The European Union (EU) yesterday continued to mount pressure on Nigeria to ramp up its gas supply to Europe, with a visit to the Group Managing Director of the Nigerian National Petroleum Company (NNPC) Limited, Mr. Mele Kyari.
The visit to the GMD came days after EU ambassadors paid a similar visit to the Minister of State, Petroleum Resources, Mr. Timipre Sylva, apparently in a bid to mount pressure on the country to raise its gas production.
Since the Russia-Ukraine war started, Europe has sought to free itself of Russian hydrocarbons, which produces up to 40 per cent of its total gas consumption. But Nigeria has been unable to increase production and supply despite its over 206tcf of proven gas due to under-investment and inadequate infrastructure.
Earlier, the delegation which met with Sylva, included the European Union Ambassador to Nigeria and the Economic Community of West African States (ECOWAS), Samuela Isopi and French ambassador to Nigeria, Emmaunelle Blatmann.
Others were: The Spanish ambassador to Nigeria, Juan Sell; Portuguese ambassador, Luis Barros, and Italian Deputy Head of Mission, Tarek Chazli.
At the event, the federal government had urged Europe to step up investments in gas and other hydrocarbons in Nigeria to be able to help meet the EU energy demand.
Sylva said although Nigeria was ready to step in as an alternative gas supplier to Europe, the continent has to encourage its oil and gas companies such as Shell, Eni, Total Energies among others to scale up investments in the gas sector in Nigeria.
Aside Nigeria, the Italian Prime Minister Mario Draghi, THISDAY learnt, arrived in Algeria yesterday, with an agenda to prioritise the acquisition of larger volumes of Algerian gas.
Algeria currently supplies 30 per cent of the gas required by Italy, and 40 percent comes from Russia, according to official figures.
Draghi’s visit, which would last two days, was a prelude to that of the chairman of the Italian energy group Eni, Claudio Descalzi, a few days ago, during which he met with Toufik Hakar, president of Sonatrach, the Algerian hydrocarbons agency, with whom he reviewed the state the bilateral partnership.
In addition, Egypt and the EU yesterday, held a meeting pledging to enhance cooperation in energy, during consultations between Prime Minister, Mostafa Madbouly and Frans Timmermans, the EU’s climate chief, in Cairo.
The delegations discussed the potential supply of liquefied natural gas to Europe in the short term, and whether the EU would contribute to building a green hydrogen production facility in Egypt to help the country become a production centre in the region, according to a statement.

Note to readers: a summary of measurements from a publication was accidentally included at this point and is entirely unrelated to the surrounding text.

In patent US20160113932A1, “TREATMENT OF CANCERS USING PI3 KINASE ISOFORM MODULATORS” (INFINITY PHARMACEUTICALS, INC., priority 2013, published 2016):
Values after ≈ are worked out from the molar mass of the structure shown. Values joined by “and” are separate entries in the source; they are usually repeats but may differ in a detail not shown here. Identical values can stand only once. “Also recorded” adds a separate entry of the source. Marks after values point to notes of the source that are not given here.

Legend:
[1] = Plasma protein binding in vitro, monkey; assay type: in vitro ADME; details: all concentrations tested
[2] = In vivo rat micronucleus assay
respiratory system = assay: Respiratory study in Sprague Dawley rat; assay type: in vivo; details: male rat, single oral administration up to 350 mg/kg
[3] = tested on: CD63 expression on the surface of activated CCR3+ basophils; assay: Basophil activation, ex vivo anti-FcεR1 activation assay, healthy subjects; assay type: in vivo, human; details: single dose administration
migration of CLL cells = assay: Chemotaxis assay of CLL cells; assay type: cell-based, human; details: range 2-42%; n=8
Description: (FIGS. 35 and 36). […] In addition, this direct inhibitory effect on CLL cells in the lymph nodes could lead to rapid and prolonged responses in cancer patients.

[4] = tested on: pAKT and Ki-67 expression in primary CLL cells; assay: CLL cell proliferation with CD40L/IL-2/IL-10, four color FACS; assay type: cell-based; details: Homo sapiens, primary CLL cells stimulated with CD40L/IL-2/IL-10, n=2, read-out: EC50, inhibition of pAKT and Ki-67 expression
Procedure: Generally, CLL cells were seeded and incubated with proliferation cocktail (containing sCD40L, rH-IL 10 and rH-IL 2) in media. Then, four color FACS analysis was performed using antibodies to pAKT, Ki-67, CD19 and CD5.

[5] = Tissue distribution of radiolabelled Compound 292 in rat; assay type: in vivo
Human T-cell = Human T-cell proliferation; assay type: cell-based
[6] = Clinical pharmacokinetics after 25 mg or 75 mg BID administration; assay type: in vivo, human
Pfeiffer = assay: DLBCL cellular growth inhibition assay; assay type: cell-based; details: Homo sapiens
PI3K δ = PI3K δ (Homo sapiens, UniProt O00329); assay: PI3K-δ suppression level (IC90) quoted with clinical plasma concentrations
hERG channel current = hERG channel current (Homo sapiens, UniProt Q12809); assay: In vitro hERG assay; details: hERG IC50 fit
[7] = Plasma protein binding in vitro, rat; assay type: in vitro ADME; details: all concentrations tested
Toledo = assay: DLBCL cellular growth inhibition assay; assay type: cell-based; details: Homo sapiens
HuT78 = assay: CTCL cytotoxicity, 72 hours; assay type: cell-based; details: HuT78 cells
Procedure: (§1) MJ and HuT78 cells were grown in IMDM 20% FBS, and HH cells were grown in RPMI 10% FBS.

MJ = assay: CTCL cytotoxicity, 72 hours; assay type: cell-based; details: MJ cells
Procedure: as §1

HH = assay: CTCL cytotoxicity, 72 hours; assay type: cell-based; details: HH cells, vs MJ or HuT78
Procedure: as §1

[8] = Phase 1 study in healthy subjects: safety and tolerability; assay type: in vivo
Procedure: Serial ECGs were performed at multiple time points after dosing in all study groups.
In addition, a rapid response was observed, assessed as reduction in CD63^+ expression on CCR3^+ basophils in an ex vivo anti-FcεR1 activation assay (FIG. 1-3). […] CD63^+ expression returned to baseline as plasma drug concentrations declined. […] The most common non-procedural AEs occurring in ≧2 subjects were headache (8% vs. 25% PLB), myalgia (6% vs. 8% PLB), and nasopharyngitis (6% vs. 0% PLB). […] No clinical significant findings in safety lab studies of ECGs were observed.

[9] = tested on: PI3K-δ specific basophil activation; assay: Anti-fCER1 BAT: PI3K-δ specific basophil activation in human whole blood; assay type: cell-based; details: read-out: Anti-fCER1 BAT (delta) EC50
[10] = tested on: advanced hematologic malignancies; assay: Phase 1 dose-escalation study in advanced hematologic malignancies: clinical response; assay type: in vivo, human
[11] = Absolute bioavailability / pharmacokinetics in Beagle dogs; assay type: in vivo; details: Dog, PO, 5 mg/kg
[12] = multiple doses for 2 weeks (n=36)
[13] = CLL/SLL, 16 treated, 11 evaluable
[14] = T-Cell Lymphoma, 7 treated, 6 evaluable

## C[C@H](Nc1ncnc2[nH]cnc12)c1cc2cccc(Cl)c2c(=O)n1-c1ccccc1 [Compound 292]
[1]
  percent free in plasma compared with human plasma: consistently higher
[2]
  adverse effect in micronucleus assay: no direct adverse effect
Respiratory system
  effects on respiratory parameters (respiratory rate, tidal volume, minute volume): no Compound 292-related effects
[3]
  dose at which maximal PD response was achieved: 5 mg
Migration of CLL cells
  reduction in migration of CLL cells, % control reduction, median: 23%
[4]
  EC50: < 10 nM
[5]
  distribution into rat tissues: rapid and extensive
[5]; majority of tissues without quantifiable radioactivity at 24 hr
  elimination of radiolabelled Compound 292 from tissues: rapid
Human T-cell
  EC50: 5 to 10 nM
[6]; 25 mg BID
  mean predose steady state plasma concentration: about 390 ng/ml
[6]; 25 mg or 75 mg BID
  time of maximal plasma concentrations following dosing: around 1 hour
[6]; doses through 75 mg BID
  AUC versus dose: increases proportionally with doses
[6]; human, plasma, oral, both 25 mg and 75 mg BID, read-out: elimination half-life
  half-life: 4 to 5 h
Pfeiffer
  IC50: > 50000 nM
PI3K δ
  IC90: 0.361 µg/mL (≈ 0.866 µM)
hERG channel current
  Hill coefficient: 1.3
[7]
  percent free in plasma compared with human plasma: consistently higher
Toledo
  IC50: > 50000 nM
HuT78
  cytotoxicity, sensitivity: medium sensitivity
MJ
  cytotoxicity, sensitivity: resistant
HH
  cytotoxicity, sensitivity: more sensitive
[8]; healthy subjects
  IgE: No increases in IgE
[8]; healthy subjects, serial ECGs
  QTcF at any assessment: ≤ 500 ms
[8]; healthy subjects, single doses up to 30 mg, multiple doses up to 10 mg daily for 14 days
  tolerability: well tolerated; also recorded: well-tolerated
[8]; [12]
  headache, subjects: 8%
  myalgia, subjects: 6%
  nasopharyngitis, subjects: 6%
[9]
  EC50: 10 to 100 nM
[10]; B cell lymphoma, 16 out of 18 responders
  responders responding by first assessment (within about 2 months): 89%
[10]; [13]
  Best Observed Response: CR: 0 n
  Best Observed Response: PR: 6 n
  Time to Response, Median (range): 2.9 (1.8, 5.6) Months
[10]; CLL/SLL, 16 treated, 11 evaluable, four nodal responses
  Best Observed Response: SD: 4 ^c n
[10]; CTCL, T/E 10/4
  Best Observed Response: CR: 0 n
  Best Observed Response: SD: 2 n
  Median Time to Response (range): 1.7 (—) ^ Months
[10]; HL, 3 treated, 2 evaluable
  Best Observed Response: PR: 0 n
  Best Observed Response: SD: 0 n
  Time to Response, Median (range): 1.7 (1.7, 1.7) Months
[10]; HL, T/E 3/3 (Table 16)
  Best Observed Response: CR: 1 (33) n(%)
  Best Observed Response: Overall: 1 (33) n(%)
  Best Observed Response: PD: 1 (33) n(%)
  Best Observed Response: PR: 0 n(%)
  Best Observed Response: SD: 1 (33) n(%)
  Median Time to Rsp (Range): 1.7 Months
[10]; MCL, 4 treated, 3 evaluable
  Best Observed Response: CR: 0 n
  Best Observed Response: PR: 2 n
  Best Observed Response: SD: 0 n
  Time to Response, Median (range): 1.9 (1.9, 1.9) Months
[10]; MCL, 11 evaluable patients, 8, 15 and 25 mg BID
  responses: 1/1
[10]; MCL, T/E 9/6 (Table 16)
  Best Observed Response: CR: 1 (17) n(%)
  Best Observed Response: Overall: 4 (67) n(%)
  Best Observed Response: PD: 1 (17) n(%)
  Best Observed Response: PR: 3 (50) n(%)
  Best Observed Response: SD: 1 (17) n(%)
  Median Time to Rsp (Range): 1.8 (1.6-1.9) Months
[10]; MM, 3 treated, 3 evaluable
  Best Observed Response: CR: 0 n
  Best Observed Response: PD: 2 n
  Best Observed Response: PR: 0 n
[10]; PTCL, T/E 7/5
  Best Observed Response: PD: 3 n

In Nigeria, a brief statement signed by the Group General Manager Group Public Affairs Division, Mr. Garba Deen, yesterday said the visit to the NNPC management sought to strengthen its partnership with Nigeria in the energy sector.
Speaking on behalf of the group, the EU Ambassador to Nigeria, Isopi, said as a result of the current geopolitical situation in Europe, the continent was interested in strengthening its cooperation with Nigeria, particularly in the area of possible increase in the supplies of Liquefied Natural Gas (LNG).
“Nigeria is the fourth gas supplier to Europe. At least 40 per cent of the Nigerian LNG is currently exported to Europe. We are not only major clients for Nigeria, we are also major partners in the oil and gas sector because some of the companies that are working with you are from Europe. So we share the same interest and same objectives,” Isopi was quoted as saying.
Responding, the Kyari assured the European delegation that the company would continue to deepen its historical relationship with EU companies in Nigeria in order to add more value to its business, particularly towards increasing gas supply to the global market and enhancing domestic gas utilisation.
Other diplomats from the European delegation on the visit, according to the statement, were: The Ambassador of Portugal, Barros; Ambassador of Spain, Sell; Ambassador of Italy, Stefano De Leo and Deputy Head of Mission (France), Olivier Chatelais.
Culled from THISDAY